• 5G wireless – support low-latency, high-volume communications 
    • Some use cases: manufacturing, health care (e.g., for telemedicine solutions), retail, transportation, and education (e.g., for distance learning)
    • McKinsey reports that use cases in mobility, healthcare, manufacturing, and retail alone could potentially boost global GDP by $1.2 trillion to $2 trillion by 2030.
    • A potential key driver for the proliferation of edge computing. IDC reports that there will be 41.6 billion connected IoT devices, or “things,” generating 79.4 zettabytes (ZB) of data in 2025. 
    • Enabling IoT at scale can help drive energy optimization. For instance, McKinsey suggests: “By placing sensors at various points to gauge grid-power input, fuel levels, the number of hours the generation set has been running, battery voltages, and consumption by different types of equipment and then analyzing the data, operators could uncover potentially costly anomalies.”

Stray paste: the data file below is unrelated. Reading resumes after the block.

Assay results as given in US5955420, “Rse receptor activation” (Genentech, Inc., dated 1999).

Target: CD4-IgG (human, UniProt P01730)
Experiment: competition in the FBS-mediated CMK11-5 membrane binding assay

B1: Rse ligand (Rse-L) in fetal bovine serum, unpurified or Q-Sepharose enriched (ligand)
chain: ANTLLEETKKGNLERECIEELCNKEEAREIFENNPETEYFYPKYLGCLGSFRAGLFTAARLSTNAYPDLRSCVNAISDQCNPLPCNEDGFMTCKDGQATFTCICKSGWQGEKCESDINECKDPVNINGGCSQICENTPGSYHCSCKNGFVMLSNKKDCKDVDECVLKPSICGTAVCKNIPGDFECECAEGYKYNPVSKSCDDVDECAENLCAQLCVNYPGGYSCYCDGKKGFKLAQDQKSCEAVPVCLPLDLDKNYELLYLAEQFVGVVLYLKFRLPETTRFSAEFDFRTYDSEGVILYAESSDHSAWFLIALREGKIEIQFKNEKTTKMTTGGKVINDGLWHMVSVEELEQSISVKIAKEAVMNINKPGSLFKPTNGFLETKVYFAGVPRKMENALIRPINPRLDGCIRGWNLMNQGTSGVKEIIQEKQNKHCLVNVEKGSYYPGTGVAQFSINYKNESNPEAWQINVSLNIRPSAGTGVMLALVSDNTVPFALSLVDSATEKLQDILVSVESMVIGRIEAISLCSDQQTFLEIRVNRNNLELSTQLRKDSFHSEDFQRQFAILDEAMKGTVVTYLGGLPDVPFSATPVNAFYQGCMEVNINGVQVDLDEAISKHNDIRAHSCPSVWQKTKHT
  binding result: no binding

• Satellite internet
    • McKinsey throws light in this regard by saying:  “Low-earth orbit (LEO) satellites could also deliver a breakthrough — not necessarily in network performance, but in breadth of coverage. By essentially beaming broadband down from space, they could bring coverage to remote parts of the world where the economics do not work for laying fiber or building networks of towers.”

Further, the data can be leveraged by the telcos for their own sake as well. For example, network data can be leveraged to drive operational insights (such as predictive-maintenance models). Likewise, recent network key performance indicators can be used to train models monitoring customers’ propensity to churn. It’s not uncommon to correlate one or more operational metrics in {latency, packet loss, jitter, call drop rate} with business metrics such as, but not limited to, ARPU (average revenue per user) and churn rate.